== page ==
TheyWorkForYou began as a scraper that fetched HTML from the official Parliamentary website, parsed it into XML and into a database for display on the website. The HTML was produced via a manual process in parts, leading to frequent issues with its fragility when e.g. not all a speaker’s name was in bold, or the structure was just slightly unparseable by the current code. We built in a ‘patcher’ that would let us apply patches to the source in order to get it to parse which in many cases was easier than complicating the parser yet further.

One advantage of putting all this data into a database and automating parts of it meant it could perform checks. So one morning, we received an email from the parser saying that when trying to import, it had discovered a name in the voting list that wasn’t a current MP. We assumed the parser had a bug, as usual, but upon investigation discovered that actually an MP who had recently died had been listed as having voted in the Official Report. We got in touch with Parliament to point out their mistake, and they were - very grateful :)

Nothing stays the same, however, and part of our aim is of course to encourage the official sites to improve. So we can hardly complain if they do so, even if it creates a massive amount of work for us! In this case, Parliament launched a new website for Hansard, which completely broke our scraper. However, we were also given access to the source XML that was being used to generate the HTML. We still had to write an entirely new parser, but one that is hopefully a bit more stable than the old HTML, at least until that changes too. And even within the XML, it is still a manual process (and a complicated and complex process, to be sure!) so issues can still arise, where e.g. we don’t know if member tags are wrapped in bold tags, or vice-versa. And they are changing too - for example, the House of Commons recently added proxy voting support at very little notice (after discussing it many times, it took a representative delaying giving birth in order to vote to speed it along). Hansard added a bit of text to the voting line to signify this (not much else they could do at such short notice!), and we have to adjust the parser to spot it.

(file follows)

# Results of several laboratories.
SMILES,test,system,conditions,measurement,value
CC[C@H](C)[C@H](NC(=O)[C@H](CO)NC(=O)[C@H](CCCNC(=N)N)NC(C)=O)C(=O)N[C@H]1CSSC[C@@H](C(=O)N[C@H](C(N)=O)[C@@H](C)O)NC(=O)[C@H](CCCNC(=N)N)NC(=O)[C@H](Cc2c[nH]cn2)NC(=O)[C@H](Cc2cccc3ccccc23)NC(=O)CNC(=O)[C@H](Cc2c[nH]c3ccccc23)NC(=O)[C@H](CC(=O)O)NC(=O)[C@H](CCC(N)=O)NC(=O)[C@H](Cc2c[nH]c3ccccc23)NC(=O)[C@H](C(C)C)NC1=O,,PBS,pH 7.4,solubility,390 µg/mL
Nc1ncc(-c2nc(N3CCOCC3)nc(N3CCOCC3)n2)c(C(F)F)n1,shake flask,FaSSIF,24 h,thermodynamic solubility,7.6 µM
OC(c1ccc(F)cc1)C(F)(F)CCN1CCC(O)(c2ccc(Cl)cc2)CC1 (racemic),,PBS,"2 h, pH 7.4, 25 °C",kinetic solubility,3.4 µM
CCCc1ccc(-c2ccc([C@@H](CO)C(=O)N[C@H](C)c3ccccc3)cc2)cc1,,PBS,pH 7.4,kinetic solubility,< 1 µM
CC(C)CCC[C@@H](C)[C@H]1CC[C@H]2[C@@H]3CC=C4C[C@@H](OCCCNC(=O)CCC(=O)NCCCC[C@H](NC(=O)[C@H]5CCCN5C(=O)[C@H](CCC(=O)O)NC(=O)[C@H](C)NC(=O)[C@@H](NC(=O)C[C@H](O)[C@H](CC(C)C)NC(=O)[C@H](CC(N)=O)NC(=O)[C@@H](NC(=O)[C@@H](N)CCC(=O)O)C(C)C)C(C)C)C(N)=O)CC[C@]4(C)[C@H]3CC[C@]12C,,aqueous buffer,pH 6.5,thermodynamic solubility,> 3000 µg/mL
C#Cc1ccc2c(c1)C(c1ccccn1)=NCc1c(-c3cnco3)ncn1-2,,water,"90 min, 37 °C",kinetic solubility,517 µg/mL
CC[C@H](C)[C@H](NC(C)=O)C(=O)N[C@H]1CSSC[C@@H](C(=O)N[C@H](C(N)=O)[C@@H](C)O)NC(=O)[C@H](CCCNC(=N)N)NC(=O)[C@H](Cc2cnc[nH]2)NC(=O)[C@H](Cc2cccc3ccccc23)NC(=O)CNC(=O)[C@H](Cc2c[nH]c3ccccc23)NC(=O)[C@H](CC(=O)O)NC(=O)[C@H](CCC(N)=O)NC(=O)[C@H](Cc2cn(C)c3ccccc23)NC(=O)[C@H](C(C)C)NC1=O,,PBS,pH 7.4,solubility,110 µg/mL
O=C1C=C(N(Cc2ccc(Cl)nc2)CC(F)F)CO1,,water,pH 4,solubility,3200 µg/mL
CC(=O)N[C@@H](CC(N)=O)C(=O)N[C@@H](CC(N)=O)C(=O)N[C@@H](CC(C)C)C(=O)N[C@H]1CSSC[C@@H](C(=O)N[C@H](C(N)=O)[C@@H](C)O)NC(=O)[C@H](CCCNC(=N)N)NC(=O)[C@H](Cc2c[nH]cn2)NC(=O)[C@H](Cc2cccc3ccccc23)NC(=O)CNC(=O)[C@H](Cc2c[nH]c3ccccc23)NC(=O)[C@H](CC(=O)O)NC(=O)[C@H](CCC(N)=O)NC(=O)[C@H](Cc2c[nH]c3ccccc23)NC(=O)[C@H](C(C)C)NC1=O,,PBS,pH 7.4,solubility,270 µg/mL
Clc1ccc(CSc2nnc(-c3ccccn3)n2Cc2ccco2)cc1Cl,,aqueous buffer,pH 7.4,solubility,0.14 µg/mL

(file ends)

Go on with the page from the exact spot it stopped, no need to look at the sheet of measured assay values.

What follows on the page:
Also, the person identifiers they use in their XML turn out to not be per-person, but per-role (so e.g. two Bishops of London share the same ID, as two Marquesses of Salisbury – don’t ask why the UK has unelected religious and hereditaries in our legislature…). So recently in a reverse situation to years ago, TheyWorkForYou briefly had a deceased Lord voting because we’d misunderstood and used the identifier of the previous incumbent of the title.

TheyWorkForYou also covers Scotland, and there have been large chunks of time – 2011–2013, and 2014–2015 – where we haven’t been able to update the site with new data, due to changes in their website and no resource to update the parser to cope. Thankfully, the last time this happened, they were willing to keep outputting their data in the old format to enable us to get up and running again.

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So things can break all on their own, and can break due to changes made to things that you are relying on.

Then there are things not breaking, but just getting out of date unless you keep up the maintenance.

In our work on civic technology, that includes a number of obvious things. Representative details as mentioned previously - these will change at elections, between elections, plus contact details or and other information can change at any time. When WriteToThem launched (and before), we had a computer connected to a fax machine (on an unlimited fax call plan) so that it could send faxes to those MPs who didn’t yet have email. We no longer have this, as only a handful of MPs now won’t accept email, and it’s not worth it. WhatDoTheyKnow needs to maintain a list of all public bodies contactable under the UK’s FOI Act. TheyWorkForYou voting policies (describing votes, and grouping votes by category) require manual work.

Talking of elections, at the UK 2005 general election, I happened to be in Canada for work – for 3 days – which made updating TheyWorkForYou as results came in quite easy given the timezone difference! 2010 was harder going, but by 2015/2017 we also had other sites and projects such as YourNextMP and DemocracyClub, providing human-created, machine-readable data to automatically import results.